Brick screen detailing - click on image for detailed drawing Lipton Thayer Brick House by Brook... More
Here, the choice of materials and detailing are paramount to achieving a placid mood. For the exterior, KAAN Architecten chose the rhythm of béton brut. For the interior, the walls are matt and have a textured render, while the ceiling has a rough sprayed finish to ensure muted acoustics – a fundamental feature of such a building. Oak parquet floors have been chosen for the family rooms and the cafeteria.
Monolithic walls are made of insulating concrete and assume almost all architectural functions: they support, insulate, protect, and define interior and exterior space. The interior finishes are reduced: polished screed flooring, hand-painted wooden panels for doors and fixtures, and veined marble slabs in the kitchen and bathroom areas. The exterior space, designed by Peter Wirtz, extends the interior and provides with its plants and materials a counterpoint to the architecture of the buildings.
The architects' approach is defined by the use of pure and tactile materials that result in a clear and timeless design. The use of concrete and wood in this project contrasts with the landscape. Concrete is used for foundation works while dark wood makes reference to the wooden structures of old barns. The surroundings, the courtyard, and the entrance square are paved in lava rock that connects with the earthly environment.
A concrete roof emerges from the landscape to form an exterior canopy of inverted domes, seemingly carved out from a massive concrete volume. The concrete itself has been left exposed on the floors and the ceilings. Walls lined with untreated wood panels compliment the textured concrete aesthetic, while in contrast, bright white paint and tiling has been used to line the interiors of the circular courtyards.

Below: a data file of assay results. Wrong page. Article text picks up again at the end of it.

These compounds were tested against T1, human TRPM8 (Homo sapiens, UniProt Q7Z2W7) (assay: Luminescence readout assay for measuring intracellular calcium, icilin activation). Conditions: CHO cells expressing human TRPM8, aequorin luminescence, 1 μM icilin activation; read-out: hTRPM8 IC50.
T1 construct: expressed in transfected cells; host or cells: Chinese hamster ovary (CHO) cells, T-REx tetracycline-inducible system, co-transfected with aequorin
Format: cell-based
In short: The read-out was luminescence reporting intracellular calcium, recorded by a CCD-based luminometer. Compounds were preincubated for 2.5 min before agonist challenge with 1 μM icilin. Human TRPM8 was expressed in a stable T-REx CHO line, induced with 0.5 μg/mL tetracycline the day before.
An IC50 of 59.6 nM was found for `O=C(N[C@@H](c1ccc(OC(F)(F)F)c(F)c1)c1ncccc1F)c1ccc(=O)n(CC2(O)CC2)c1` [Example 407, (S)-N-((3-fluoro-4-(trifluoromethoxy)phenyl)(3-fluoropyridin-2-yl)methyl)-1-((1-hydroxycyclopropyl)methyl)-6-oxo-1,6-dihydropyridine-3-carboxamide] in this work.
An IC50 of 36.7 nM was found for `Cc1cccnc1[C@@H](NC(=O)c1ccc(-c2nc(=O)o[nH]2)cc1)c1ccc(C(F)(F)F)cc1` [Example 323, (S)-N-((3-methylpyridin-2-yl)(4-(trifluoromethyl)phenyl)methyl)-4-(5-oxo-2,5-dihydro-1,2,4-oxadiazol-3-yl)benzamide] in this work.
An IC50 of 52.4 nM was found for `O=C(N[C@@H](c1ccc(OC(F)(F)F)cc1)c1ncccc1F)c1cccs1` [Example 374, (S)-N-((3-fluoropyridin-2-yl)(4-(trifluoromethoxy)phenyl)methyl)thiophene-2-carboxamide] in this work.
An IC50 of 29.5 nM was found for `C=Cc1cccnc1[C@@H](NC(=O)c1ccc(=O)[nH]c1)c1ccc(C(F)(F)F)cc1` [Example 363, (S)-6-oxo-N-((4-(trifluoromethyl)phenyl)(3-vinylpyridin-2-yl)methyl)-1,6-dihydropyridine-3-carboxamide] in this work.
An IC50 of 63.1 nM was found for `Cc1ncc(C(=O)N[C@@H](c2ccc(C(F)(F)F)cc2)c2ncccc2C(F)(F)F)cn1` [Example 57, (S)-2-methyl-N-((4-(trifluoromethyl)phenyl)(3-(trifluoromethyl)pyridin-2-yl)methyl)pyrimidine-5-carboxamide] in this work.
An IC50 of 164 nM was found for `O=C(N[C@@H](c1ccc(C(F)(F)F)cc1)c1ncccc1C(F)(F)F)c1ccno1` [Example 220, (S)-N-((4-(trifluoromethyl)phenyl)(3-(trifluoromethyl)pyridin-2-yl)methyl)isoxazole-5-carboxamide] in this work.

OMA’s proposal here sought to preserve an existing Grade II* listed building by reinjecting new life into the modernist monument. The refurbishment of the structural shell and external envelope was realised while retaining the building’s renowned parabolic copper roof in-situ. The façades were completely replaced to fulfill contemporary building standards with a glazing system redesigned to retain the fenestration pattern and blue-glass appearance of the original RHWL buildings. This new system permits controlled daylight with views outward from the museum spaces. Original stained glass panels were removed, refurbished, and then reinstated to be enjoyed by future museum visitors.
To meet the strict requirements of Belgian building regulations in terms of fireproofing facades, prefabricated concrete panels - with an anthracite colour and smooth polished surface - were chosen for the exterior. Each pre-fab concrete element is custom made, which allows for the integration of rainwater leaders into the façade and even foldable fire ladders into the columns. The concrete elements are combined with large single glass sliding doors for the winter gardens, which themselves are finished with wood cladding.
The materials of the outer skin and the new volume reflect the local architecture of long farmhouses. Rough scrubbed concrete and softly rounded plaster sit in subtle contrast with the exposed, restored timber roof frames and newly added wooden volumes. And like the shutters of old barns, sliding facades offer an expansion of space.